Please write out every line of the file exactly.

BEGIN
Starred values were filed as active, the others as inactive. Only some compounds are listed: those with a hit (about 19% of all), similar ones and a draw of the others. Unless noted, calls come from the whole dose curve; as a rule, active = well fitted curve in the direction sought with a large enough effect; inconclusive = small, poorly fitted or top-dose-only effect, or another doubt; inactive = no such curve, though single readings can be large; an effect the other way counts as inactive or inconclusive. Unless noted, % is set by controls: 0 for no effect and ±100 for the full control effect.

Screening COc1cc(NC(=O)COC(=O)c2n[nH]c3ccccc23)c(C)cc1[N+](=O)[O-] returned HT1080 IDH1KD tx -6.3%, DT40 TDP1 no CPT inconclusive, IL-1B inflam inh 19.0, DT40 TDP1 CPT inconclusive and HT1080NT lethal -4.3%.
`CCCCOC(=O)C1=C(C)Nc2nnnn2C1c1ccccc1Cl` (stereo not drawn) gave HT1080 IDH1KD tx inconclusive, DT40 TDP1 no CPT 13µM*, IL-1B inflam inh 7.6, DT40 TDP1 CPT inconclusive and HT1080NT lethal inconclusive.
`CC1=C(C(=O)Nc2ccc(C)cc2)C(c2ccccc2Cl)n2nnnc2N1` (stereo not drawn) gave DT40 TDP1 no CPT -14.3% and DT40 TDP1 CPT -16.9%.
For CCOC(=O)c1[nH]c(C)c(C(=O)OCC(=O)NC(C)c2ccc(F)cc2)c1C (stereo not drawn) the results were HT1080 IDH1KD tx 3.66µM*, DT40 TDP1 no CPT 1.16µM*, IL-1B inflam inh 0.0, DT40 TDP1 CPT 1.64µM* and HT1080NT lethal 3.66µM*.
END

Starred values were filed as active, the others as inactive. Only some compounds are listed: those with a hit (about 19% of all), similar ones and a draw of the others. Unless noted, calls come from the whole dose curve; as a rule, active = well fitted curve in the direction sought with a large enough effect; inconclusive = small, poorly fitted or top-dose-only effect, or another doubt; inactive = no such curve, though single readings can be large; an effect the other way counts as inactive or inconclusive. Unless noted, % is set by controls: 0 for no effect and ±100 for the full control effect.

Screening COc1cc(NC(=O)COC(=O)c2n[nH]c3ccccc23)c(C)cc1[N+](=O)[O-] returned HT1080 IDH1KD tx -6.3%, DT40 TDP1 no CPT inconclusive, IL-1B inflam inh 19.0, DT40 TDP1 CPT inconclusive and HT1080NT lethal -4.3%.
`CCCCOC(=O)C1=C(C)Nc2nnnn2C1c1ccccc1Cl` (stereo not drawn) gave HT1080 IDH1KD tx inconclusive, DT40 TDP1 no CPT 13µM*, IL-1B inflam inh 7.6, DT40 TDP1 CPT inconclusive and HT1080NT lethal inconclusive.
`CC1=C(C(=O)Nc2ccc(C)cc2)C(c2ccccc2Cl)n2nnnc2N1` (stereo not drawn) gave DT40 TDP1 no CPT -14.3% and DT40 TDP1 CPT -16.9%.
For CCOC(=O)c1[nH]c(C)c(C(=O)OCC(=O)NC(C)c2ccc(F)cc2)c1C (stereo not drawn) the results were HT1080 IDH1KD tx 3.66µM*, DT40 TDP1 no CPT 1.16µM*, IL-1B inflam inh 0.0, DT40 TDP1 CPT 1.64µM* and HT1080NT lethal 3.66µM*.